Regardless of the career path we choose as legal professionals, when it comes to facing the choice as to whether or not to have a family, the most important thing we can do is be sure to negotiate for what we need. We have worked hard to be where we are today, and there is no reason that having a family should force us to give that up. When the stick turns blue, I hope I’ll embrace the possibilities of being a lawyer-mom and remember that I live in a culture of choice. I’m hopeful that if play my cards right, I might just get the best of both worlds.

2 Comments

CM

<div align=“left”>I agree with your point about negotiating for what we need, and I share your concern about working and having a family.  I think as long as we have the idea that this is a women's issue, and that going back to work means "not fulfilling the necessary role that a mother must play," the problem won't be solved. We could have a whole year of paid maternity leave and a guaranteed job when we get back to work, but if men never take leave to care for their kids, family leave will be stigmatized. Likewise, if moms are the only ones who leave to go to school plays, then they'll be seen as not pulling their weight; if all parents leave to go to school plays, it'll just be seen as something the workplace needs to accommodate.</div><div align=“left”> </div><div align=“left”> </div><div align=“left”>More pessimistically, I think it's naive to say that "[m]aking the decision to have a baby should not have to be a career decision." Of course it is. Caring for a baby is a full-time job.  When you make the decision to have a baby, you have to give certain things up. You're not going to work 100 hours a week—or, for that matter, go out to bars every night or spend the summer backpacking through the Himalayas—and still be able to care for your child. Maternity leave or not, having a baby affects every major decision in your life including your career. If we don't want it to affect our career prospects, though, and we want to achieve parity with men, men have to factor their kids into their careers just as much as women do.  I think it's beginning to happen. </div><div align=“left”> </div>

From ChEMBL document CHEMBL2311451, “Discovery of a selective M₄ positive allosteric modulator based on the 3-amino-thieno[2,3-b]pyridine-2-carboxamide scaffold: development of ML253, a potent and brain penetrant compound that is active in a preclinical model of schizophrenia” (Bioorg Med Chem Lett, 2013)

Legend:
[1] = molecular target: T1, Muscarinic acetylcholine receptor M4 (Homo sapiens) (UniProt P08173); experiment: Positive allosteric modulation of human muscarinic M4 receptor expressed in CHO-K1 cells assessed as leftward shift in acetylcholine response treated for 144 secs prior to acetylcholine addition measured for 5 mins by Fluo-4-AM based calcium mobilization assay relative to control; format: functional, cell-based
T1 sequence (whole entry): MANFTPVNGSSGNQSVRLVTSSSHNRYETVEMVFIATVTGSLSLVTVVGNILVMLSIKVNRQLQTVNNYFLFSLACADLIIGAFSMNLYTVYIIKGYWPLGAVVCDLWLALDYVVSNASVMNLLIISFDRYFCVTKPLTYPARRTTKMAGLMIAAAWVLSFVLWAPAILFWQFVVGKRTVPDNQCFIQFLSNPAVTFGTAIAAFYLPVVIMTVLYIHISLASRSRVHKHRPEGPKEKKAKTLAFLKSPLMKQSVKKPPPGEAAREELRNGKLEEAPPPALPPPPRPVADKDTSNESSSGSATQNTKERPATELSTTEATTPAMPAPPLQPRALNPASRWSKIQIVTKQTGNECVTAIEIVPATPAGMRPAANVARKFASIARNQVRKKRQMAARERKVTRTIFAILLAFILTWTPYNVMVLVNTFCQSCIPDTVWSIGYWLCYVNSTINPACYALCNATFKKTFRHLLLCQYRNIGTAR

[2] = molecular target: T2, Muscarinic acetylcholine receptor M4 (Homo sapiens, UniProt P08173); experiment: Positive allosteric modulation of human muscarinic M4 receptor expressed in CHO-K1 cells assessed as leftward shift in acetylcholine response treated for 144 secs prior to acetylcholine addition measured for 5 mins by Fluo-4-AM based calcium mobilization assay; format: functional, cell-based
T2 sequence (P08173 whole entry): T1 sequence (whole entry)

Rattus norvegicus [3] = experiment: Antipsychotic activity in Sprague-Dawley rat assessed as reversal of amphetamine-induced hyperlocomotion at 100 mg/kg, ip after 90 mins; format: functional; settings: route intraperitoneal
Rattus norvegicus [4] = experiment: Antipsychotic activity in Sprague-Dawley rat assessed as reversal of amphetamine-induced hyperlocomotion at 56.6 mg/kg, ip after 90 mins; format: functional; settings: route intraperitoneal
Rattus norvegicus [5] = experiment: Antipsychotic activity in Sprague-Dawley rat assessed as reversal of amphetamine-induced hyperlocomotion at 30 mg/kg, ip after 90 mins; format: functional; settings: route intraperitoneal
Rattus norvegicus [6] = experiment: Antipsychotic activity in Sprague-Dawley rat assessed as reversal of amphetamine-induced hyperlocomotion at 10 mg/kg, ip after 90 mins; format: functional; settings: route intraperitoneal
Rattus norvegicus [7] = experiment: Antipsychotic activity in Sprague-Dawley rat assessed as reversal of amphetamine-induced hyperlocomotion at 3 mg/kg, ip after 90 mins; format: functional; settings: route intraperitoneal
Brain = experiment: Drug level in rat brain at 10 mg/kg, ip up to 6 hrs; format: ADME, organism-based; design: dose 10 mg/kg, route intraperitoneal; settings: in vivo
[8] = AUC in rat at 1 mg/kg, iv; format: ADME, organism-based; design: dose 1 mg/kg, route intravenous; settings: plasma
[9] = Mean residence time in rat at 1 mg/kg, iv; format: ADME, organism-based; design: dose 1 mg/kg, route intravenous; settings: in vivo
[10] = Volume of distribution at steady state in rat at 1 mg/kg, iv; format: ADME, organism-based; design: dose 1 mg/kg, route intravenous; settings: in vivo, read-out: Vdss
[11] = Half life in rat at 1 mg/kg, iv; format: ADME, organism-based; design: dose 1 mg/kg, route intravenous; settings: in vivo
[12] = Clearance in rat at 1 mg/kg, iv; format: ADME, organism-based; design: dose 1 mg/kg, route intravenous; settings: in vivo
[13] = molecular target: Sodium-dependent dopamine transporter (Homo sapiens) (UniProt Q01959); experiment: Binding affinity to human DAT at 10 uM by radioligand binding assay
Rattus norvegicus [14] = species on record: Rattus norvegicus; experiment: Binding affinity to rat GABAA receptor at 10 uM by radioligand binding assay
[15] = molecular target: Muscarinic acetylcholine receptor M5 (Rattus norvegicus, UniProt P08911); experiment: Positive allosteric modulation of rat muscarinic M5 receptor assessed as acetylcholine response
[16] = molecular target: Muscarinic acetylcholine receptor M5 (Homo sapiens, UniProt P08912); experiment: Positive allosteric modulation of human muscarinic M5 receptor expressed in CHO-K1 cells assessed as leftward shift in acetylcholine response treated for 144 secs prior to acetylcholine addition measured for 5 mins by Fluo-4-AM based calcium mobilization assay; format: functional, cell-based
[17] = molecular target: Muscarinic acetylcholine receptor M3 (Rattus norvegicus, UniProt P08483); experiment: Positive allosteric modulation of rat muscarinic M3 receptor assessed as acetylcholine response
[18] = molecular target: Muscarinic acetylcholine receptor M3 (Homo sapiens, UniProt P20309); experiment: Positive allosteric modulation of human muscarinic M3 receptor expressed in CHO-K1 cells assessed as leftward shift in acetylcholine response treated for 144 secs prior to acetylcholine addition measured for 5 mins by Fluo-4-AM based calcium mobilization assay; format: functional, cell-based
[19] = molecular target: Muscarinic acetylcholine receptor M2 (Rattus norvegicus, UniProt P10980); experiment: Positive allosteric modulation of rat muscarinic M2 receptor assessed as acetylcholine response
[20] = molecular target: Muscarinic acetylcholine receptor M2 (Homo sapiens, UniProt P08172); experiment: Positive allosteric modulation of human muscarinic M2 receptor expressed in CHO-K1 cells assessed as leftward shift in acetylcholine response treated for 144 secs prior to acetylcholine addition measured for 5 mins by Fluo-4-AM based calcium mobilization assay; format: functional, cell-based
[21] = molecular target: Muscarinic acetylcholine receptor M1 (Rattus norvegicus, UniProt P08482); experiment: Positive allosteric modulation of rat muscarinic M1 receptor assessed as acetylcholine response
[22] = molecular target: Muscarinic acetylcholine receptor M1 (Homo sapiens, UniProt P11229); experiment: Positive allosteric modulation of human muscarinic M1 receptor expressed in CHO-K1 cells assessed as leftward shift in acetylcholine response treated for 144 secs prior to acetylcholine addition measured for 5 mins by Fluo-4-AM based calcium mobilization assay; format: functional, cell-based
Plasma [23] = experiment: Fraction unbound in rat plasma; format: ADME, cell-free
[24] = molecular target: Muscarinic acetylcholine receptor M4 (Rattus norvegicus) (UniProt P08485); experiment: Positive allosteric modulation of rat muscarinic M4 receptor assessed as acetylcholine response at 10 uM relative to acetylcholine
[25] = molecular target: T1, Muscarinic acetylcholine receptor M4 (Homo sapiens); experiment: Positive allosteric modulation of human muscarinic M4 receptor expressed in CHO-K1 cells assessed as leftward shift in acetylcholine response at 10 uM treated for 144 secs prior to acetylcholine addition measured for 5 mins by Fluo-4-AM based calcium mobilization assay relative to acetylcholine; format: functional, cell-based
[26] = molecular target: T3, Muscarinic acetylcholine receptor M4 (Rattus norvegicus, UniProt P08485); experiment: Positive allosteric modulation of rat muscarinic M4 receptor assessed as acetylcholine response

Katie

The comment here is right on about parenting being stigmatized as a woman's issue. 
When a dad leaves the office to attend his kid's soccer game, he's a hero dad (more so if the event is a daughter's sporting event or a non-sporting event like a play or concert because 'what man would want to attend those voluntarily?'). 
When a mom leaves the office for anything involving her family, she is distracted and a burden to the other employees. Maybe frequency of these escapes is part of the equation which is exactly why the comment here is so right. Parenting should be a two-person job, with equal responsibility and equal credit.
This is social and cultural change we are talking about.  Part of it rests on moms—we need to stop taking all the credit for childrearing.  Part of it rests on dads—they need to take on a bigger role and stop shoving all the responsibility and credit onto women.  Part of it rests on non-mom women who need to step back and stop making assumptions about other women and feeding the fire against working moms (and for that matter, stop assuming what it would be like to be a mom until they are one).  Part of it rests on the media and other influencers of our culture to stop encouraging the mommy wars and pressuring moms to take on most of the parenting duties.